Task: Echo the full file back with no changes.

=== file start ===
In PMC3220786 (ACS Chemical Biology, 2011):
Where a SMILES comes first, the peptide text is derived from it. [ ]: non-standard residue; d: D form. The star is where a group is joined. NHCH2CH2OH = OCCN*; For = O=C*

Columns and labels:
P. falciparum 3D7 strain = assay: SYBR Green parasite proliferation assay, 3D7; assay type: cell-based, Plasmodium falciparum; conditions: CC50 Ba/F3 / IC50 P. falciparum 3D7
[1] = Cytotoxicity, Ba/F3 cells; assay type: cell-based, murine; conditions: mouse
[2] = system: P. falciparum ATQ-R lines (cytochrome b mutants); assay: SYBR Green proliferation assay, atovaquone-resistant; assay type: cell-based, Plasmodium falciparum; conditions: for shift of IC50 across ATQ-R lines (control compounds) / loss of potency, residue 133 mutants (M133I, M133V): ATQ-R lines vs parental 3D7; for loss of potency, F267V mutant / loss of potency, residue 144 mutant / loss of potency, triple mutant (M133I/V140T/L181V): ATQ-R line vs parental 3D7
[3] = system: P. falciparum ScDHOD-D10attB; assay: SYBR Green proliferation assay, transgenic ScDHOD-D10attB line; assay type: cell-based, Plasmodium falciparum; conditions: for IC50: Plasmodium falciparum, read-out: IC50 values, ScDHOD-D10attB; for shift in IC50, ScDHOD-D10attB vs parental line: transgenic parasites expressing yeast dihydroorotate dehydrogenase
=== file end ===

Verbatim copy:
In PMC3220786 (ACS Chemical Biology, 2011):
Where a SMILES comes first, the peptide text is derived from it. [ ]: non-standard residue; d: D form. The star is where a group is joined. NHCH2CH2OH = OCCN*; For = O=C*

Columns and labels:
P. falciparum 3D7 strain = assay: SYBR Green parasite proliferation assay, 3D7; assay type: cell-based, Plasmodium falciparum; conditions: CC50 Ba/F3 / IC50 P. falciparum 3D7
[1] = Cytotoxicity, Ba/F3 cells; assay type: cell-based, murine; conditions: mouse
[2] = system: P. falciparum ATQ-R lines (cytochrome b mutants); assay: SYBR Green proliferation assay, atovaquone-resistant; assay type: cell-based, Plasmodium falciparum; conditions: for shift of IC50 across ATQ-R lines (control compounds) / loss of potency, residue 133 mutants (M133I, M133V): ATQ-R lines vs parental 3D7; for loss of potency, F267V mutant / loss of potency, residue 144 mutant / loss of potency, triple mutant (M133I/V140T/L181V): ATQ-R line vs parental 3D7
[3] = system: P. falciparum ScDHOD-D10attB; assay: SYBR Green proliferation assay, transgenic ScDHOD-D10attB line; assay type: cell-based, Plasmodium falciparum; conditions: for IC50: Plasmodium falciparum, read-out: IC50 values, ScDHOD-D10attB; for shift in IC50, ScDHOD-D10attB vs parental line: transgenic parasites expressing yeast dihydroorotate dehydrogenase